Breastfeeding medicine : the official journal of the Academy of Breastfeeding Medicine 2017 05 04() doi 10.1089/bfm.2017.0024
Male bias in India has resulted in an altered sex ratio. It also results in maternal postpartum depression (PPD) and lower breastfeeding rates. We studied depression among fathers in this context.
Edinburgh postnatal depression scale (EPDS) questionnaire was administered to 479 parents separately. Breastfeeding on day 7 was determined.
Depression was significantly higher in fathers of girls. Mean EPDS score was 5.86 ± 4.98 versus 2.5 ± 2.64 (p < 0.001). Concordance between parents was significant (r = 0.95, p < 0.001). Boys were more likely to be exclusively breastfed (64.46% versus 35.54%, p < 0.001). In second-order births, if the first born was a girl and second baby was again a girl, 23% were exclusively breastfed compared with 86% if it was boy after a girl (p < 0.001). Among parents who had EPDS scores ≥11, no babies were exclusively breastfed. Among the 25 babies who received no breast milk, 21 were girls and 4 were boys (p < 0.042). The multiple logistic regression analysis indicated that birth of girls (OR 0.269, 95% CI 0.076-0.953), high EPDS score in mothers (OR = 0.080, 95% CI 0.026-0.249), and high EPDS score in fathers (OR = 0.096, 95% CI 0.031-0.299) were associated with lower breastfeeding rates. CONCLUSION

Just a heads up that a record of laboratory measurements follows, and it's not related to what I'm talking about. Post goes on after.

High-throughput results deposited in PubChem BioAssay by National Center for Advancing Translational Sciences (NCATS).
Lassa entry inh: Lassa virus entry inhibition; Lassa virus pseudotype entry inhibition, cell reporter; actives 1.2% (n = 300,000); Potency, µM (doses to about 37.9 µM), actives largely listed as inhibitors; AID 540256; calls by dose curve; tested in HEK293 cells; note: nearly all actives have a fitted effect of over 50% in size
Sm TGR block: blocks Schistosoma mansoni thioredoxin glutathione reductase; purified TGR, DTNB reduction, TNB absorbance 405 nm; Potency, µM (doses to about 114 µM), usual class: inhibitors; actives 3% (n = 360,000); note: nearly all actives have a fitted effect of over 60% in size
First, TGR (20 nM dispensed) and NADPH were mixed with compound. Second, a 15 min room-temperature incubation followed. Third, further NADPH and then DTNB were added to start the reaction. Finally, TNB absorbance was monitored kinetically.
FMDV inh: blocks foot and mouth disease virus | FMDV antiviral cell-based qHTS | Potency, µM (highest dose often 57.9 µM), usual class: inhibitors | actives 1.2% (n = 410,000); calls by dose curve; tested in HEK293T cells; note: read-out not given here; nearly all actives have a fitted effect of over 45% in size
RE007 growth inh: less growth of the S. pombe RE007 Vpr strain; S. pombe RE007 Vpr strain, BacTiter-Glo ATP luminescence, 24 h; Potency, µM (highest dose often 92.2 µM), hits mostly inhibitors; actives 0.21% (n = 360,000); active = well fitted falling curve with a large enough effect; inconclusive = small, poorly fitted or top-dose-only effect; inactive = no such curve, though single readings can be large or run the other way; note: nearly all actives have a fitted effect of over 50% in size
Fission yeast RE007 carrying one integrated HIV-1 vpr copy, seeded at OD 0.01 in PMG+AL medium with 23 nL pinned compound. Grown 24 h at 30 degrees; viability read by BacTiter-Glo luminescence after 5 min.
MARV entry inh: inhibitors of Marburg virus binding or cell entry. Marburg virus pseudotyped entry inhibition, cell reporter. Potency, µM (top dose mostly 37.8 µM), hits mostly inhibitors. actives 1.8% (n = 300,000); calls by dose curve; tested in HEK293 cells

Paternal depression correlates closely with maternal PPD and low exclusive breastfeeding of girls. Breastfeeding has implications for survival of girls. Efforts are needed to support the parents of girl children with PPD and such support must extend to fathers to improve survival.